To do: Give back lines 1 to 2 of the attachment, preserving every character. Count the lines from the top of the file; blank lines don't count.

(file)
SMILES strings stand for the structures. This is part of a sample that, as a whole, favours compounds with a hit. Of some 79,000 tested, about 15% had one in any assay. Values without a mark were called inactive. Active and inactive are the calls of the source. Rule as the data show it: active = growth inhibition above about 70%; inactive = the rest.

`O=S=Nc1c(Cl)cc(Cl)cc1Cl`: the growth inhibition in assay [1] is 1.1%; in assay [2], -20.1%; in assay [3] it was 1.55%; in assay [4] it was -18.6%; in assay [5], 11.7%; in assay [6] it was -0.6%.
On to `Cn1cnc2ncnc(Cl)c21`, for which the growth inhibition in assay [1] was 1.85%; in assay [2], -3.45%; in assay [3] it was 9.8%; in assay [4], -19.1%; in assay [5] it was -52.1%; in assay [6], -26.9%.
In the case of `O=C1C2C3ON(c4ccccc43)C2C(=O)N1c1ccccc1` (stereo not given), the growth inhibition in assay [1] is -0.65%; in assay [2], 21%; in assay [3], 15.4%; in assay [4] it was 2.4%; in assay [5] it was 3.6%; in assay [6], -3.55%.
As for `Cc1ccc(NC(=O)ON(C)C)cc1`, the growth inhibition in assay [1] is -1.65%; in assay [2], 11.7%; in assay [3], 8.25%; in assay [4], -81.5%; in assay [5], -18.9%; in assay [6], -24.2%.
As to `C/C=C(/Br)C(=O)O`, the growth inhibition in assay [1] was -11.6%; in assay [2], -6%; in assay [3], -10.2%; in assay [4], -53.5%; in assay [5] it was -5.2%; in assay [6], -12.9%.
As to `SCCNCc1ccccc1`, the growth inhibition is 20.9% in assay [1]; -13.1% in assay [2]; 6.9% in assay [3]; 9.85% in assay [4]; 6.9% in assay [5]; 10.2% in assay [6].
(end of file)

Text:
SMILES strings stand for the structures. This is part of a sample that, as a whole, favours compounds with a hit. Of some 79,000 tested, about 15% had one in any assay. Values without a mark were called inactive. Active and inactive are the calls of the source. Rule as the data show it: active = growth inhibition above about 70%; inactive = the rest.

`O=S=Nc1c(Cl)cc(Cl)cc1Cl`: the growth inhibition in assay [1] is 1.1%; in assay [2], -20.1%; in assay [3] it was 1.55%; in assay [4] it was -18.6%; in assay [5], 11.7%; in assay [6] it was -0.6%.